Two hermeneutical suggestions: (1) A caution: the prophet as foreteller of the future (usually our past). (2) A concern: prophecy and second or fuller meanings (sensus plenior) in NT different from in OT. Sensus plenior is a function of inspiration, not illumination.


Summary for Chapter 11

The Psalms: Israel’s Prayer and Ours

Psalms are prayerful words spoken about God or to God. They are rich in human emotions, be they joy or sorrow, gladness or anguish, hope or despair, praise or curse.

Psalms are poems—musical poems. Hebrew poetry has three distinguishing features: synonymous parallelism (the first line is repeated or reinforced by another line), antithetical parallelism (the first line is contrasted by another line), and synthetic parallelism (the first line is supplemented or completed by another line).

Fee and Stuart point out three additional features with Psalms as poetry. First, “Hebrew poetry, by its very nature, was addressed to the mind through the heart (i.e., much of the language is intentionally emotive)”. Thus, Psalms use more colorful language than a prose or narrative. It is prudent not to “overexegete” in thinking that synonymous parallelism says more than originally intended. Second, “The psalms themselves are musical poems”. Thus they are primarily not cognitive and doctrinal, but to appeal to our emotions and to evoke strong feelings. Third, “The vocabulary of poetry is purposefully metaphorical”. The key to correct interpretation is to look for the intent of the metaphor, not the literal meaning of a metaphor. For words not meant for a metaphor, however, correct and often literal exegesis is in order.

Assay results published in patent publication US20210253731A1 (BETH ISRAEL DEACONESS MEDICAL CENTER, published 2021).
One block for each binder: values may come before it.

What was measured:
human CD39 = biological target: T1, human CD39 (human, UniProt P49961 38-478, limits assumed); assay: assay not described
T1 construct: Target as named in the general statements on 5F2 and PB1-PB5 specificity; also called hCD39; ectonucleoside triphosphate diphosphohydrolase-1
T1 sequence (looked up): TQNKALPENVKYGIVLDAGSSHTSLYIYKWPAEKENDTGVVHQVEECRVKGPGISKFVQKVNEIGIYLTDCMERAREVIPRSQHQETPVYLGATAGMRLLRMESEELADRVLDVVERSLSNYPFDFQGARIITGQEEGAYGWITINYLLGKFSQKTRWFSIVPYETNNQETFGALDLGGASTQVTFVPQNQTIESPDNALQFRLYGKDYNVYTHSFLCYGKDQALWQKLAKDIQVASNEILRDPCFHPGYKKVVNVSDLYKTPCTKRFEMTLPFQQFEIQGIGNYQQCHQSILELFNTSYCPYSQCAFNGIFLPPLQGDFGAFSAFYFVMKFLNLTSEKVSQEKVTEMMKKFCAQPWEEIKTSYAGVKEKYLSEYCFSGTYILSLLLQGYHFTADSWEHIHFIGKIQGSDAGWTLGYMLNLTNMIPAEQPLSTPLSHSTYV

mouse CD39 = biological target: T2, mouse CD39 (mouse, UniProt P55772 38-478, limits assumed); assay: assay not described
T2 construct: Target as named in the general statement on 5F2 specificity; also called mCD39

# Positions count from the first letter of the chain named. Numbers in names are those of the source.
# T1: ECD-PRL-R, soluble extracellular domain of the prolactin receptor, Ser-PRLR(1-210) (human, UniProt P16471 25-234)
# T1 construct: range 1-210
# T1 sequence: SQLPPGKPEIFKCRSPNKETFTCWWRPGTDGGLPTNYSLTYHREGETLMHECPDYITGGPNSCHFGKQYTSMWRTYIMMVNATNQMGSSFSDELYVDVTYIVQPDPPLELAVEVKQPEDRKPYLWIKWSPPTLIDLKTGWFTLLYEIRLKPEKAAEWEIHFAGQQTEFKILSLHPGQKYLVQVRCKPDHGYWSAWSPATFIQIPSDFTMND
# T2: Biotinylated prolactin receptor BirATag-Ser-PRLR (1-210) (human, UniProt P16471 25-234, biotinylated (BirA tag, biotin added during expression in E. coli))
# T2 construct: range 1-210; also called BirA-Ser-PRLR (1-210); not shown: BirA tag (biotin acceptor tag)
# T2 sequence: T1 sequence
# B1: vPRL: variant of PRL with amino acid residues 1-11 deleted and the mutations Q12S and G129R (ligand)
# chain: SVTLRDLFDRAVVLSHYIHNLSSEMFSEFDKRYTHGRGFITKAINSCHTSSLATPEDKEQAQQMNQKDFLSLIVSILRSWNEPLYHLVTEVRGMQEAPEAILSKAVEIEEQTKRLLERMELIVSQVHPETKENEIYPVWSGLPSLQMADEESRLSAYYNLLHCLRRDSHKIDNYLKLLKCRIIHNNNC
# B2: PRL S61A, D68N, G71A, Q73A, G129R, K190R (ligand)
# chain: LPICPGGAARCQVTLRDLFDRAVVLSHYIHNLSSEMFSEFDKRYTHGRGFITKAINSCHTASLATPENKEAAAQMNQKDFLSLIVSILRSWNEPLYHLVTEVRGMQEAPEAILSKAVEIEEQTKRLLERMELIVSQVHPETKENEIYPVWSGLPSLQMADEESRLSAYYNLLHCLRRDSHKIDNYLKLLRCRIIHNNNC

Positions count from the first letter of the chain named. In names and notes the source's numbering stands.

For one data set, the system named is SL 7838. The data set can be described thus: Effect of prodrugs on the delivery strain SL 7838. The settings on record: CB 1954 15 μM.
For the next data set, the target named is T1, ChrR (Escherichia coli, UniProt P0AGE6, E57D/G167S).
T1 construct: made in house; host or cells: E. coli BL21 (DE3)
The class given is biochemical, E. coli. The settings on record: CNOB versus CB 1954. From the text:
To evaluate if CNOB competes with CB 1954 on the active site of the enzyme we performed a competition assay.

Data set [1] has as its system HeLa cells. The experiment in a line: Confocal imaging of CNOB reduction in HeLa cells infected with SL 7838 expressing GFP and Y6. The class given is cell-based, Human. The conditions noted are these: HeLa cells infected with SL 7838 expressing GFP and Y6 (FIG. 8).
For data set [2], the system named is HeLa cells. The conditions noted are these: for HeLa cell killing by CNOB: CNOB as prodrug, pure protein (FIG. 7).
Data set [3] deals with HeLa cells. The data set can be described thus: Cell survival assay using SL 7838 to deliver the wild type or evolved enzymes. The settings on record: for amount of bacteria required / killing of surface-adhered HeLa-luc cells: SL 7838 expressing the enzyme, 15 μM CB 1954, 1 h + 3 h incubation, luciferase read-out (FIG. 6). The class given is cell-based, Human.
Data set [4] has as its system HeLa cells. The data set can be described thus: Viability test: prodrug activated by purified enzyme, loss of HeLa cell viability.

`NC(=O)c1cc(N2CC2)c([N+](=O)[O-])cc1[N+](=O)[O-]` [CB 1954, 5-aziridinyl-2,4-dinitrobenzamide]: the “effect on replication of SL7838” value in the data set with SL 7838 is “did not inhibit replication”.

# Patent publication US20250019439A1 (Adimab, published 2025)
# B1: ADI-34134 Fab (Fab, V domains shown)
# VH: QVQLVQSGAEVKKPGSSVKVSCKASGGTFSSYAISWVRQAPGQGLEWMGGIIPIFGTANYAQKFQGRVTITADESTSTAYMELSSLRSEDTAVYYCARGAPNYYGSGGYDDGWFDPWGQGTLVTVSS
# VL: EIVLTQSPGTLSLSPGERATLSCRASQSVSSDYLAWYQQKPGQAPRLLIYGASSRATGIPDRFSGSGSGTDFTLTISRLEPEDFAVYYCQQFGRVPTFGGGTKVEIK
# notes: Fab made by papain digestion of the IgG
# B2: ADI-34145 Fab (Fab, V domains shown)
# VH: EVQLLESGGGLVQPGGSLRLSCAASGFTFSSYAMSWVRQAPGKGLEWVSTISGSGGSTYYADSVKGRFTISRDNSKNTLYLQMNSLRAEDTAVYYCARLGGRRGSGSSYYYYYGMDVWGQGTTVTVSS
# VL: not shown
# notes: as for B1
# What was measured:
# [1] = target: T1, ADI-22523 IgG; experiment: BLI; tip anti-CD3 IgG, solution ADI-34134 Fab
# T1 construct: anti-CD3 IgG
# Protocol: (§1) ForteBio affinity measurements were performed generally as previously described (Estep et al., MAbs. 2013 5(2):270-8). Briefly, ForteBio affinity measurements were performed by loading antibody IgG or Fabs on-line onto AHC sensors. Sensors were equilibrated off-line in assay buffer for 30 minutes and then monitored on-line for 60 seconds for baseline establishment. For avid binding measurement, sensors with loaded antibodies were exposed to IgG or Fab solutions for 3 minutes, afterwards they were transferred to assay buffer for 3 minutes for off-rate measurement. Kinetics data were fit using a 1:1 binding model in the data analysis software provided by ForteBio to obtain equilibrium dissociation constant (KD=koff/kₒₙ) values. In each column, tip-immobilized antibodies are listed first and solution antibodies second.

Psalms are also a form of literature. Fee and Stuart provide five cautionary notes. (1) Psalms are of several types. (2) Each psalm is also characterized by its formal structure. (3) Each type of psalm was intended to have a given function in the life of Israel. (4) There are also various patterns within the psalms. (5) Each psalm has its own integrity as a literary unit. This is to caution against taking any verse out of its context in a particular psalm.

Summary for Chapter 12

Wisdom: Then and Now

Wisdom is the ability to make godly choice in life. It has nothing to do with IQ. There are proverbial wisdom (Proverbs), experience-based speculative wisdom (Ecclesiastes and Job), lyric wisdom (Song of Songs) and psalm wisdom (Psalms). Wisdom is often expressed in poetry. Understanding wisdom literature takes wisdom to avoid abuses and misuses. Common misuses: reading these books in bits and pieces; misunderstand wisdom terms and categories as well as styles and literary modes; fail to follow the line of argument (especially in Job).

Proverbial wisdom emphasizes practical attitudes and behavior in everyday life. It is a brief, particular expression of a truth. It is inexact statements pointing to the truth in figurative ways. It may not be universally applicable. Fee and Stuart offer hermeneutical guidelines: (1) Proverbs are not legal guarantees from God but poetic guideline for good behavior. (2) Proverbs must be read as a collection. (3) Proverbs are worded to be memorable, not to be theoretically accurate. (4) Some proverbs need to be translated to be appreciated.